Frank Ocean Comes Out and Changes Hip-Hop — At Least for Today

Frank Ocean Comes Out and Changes Hip-Hop — At Least for Today
Frank Ocean
(Courtesy Getty Images)

News usually disappears into a black hole on July 4th, with few people to report it and even fewer interested in reading it. But some stories not even barbecues, cheap beer, and fireworks can kill. Frank Ocean coming out, and what it might mean for hip-hop, is one of those.

Late Tuesday night, the singer posted a simple note to his Tumblr saying that there were rumors he felt needed to be addressed. Moments later he posted a couple hundred words originally intended for the thank-you section of his upcoming album “Channel Orange.” Ocean wrote that he once fell in love with another man:


4 summers ago, I met somebody. I was 19 years old. He was too. We spent that summer, and the summer after, together. Everyday almost. And on the days we were together, time would glide. Most of the day I’d see him, and his smile. I’d hear his conversation and his silence .. until it was time to sleep. Sleep I would often share with him. By the time I realized I was in love, it was malignant. It was hopeless.


Though vague — Ocean doesn’t say whether he’s bisexual or gay (not that it really matters) — the note was surprising and courageous. The hip-hop and R&B worlds aren’t known for their openness to homosexuality (far from it). He’s also an integral member of Odd Future, a rap collective derided for its homophobia and misogyny — even though OF’s DJ Syd the Kyd is a lesbian. No one saw this announcement coming (the rumors that Ocean mentioned only started swirling after last week’s “Channel Orange” listening party), even if Ocean has built his career on deeply honest and vulnerable love songs.

The note — which, like all of his news, Ocean released on Tumblr — spread quickly, outside of the traditional (and traditionally holiday-slowed) news cycle. Blogs and Twitter quickly lit up, mostly with support for the singer (as well as some hurtful idiocy). Russell Simmons wrote, “I am profoundly moved by the courage and honesty of Frank Ocean.  Your decision to go public about your sexual orientation gives hope and light to so many young people still living in fear.” The New York Times’ John Carmanica, who profiles Ocean in next weekend’s edition of the paper’s magazine, wrote: “It shouldn’t be an issue, Mr. Ocean’s announcement about his sexual orientation. He knows from broken hearts. That’s enough. Let’s learn from him.” And Bethlehem Shoals, who wrote about homosexuality and rap for XXL last year, applauded Ocean for coming out on his own terms: “It’s the personal touch elevated to a form of defiance: You might as well know this about me. It’s another part of the picture.”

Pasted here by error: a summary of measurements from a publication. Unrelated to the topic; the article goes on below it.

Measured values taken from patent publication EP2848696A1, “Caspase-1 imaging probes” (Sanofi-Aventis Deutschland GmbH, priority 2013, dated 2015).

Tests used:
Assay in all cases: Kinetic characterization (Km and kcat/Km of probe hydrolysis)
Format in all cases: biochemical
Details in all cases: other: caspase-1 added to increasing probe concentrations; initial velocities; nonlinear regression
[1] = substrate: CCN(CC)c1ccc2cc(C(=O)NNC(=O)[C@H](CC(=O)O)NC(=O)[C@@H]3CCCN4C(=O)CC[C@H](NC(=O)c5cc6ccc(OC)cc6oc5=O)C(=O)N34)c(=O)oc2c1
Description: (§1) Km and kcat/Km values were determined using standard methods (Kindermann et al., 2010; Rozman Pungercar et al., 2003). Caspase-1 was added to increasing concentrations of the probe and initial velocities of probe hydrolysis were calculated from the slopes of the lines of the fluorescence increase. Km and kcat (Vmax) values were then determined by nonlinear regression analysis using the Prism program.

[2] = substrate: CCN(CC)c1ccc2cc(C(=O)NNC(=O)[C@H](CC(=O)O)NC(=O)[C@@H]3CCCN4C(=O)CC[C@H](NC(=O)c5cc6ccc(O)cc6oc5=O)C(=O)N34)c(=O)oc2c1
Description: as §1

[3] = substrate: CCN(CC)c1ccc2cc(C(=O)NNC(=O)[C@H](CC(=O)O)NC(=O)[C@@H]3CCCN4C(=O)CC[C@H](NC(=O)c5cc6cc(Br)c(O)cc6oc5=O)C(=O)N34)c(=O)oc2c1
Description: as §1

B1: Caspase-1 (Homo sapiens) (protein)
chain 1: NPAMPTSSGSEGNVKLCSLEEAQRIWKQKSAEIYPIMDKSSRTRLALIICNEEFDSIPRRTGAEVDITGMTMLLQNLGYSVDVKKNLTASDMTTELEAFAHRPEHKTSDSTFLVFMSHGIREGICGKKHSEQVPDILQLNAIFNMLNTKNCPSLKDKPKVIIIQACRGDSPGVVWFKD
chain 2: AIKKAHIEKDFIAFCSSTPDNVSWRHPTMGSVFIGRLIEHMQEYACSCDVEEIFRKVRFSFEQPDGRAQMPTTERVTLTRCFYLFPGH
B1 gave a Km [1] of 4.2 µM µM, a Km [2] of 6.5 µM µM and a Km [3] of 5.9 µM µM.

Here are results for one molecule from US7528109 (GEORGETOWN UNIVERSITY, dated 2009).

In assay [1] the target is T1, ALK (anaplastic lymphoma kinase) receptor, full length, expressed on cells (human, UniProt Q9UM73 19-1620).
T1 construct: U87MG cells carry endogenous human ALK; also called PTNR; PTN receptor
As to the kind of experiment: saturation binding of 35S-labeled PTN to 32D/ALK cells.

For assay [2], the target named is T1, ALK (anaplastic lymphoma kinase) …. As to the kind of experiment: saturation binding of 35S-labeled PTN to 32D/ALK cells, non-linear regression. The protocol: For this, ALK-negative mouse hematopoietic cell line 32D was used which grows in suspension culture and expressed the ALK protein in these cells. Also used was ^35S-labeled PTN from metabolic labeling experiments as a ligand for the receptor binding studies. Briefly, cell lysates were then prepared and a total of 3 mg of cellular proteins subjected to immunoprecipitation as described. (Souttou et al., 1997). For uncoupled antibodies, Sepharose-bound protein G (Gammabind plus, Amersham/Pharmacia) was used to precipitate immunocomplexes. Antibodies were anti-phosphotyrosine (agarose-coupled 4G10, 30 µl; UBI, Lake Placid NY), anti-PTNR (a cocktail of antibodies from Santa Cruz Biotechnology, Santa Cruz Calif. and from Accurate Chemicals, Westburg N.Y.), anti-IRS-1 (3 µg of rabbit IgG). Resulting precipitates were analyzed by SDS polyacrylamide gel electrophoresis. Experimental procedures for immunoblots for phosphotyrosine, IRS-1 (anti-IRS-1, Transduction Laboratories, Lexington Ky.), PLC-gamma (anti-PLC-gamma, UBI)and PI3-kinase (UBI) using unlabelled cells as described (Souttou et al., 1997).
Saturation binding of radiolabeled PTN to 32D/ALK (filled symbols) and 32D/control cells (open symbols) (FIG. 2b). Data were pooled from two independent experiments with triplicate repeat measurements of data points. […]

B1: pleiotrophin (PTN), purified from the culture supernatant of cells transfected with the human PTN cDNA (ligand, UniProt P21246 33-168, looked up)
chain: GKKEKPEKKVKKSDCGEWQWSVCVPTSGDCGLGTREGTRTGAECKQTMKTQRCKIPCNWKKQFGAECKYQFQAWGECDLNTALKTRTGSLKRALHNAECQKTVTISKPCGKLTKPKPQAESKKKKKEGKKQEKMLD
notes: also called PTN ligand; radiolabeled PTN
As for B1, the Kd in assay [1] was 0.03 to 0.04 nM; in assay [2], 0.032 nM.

Though by no means a household name, Ocean is one of the hip-hop and R&B’s most promising young voices (he was featured — twice — on Jay-Z and Kanye West’s “Watch the Throne”), and this all comes just a couple weeks before the release of his first full length studio album. Some will say that the note is for attention, an attempt to make “Channel Orange” the summer’s most talked-about album. But, healthy-sized fan base aside, Ocean is far from established, and this is the sort of thing that can derail a developing mainstream career.

The musing about how hip-hop and R&B would deal with a high-profile gay voice has always centered around when that voice would finally announce itself. Where do things go from here? Ocean’s existing community seems likely to accept him. Maybe more rappers and singers will come out — or more likely, future rappers and singers will feel more comfortable trying to launch careers while being open about their sexuality. What does this mean for Odd Future, who’ve always said they don’t mean half the horrible things that they say, and that the hateful stuff they were spewing wasn’t actually hateful? Tyler, The Creator, has already shown support for his friend on Twitter. “My Big Brother Finally Fucking Did That. Proud Of That Nigga Cause I Know That Shit Is Difficult Or Whatever,” he tweeted yesterday. (And then added, “Im a toilet.”) Their narrative — like Ocean’s, and like hip-hop’s — has been changed. We can view those earlier songs in a different light. Today, at least, it feels like things really have changed.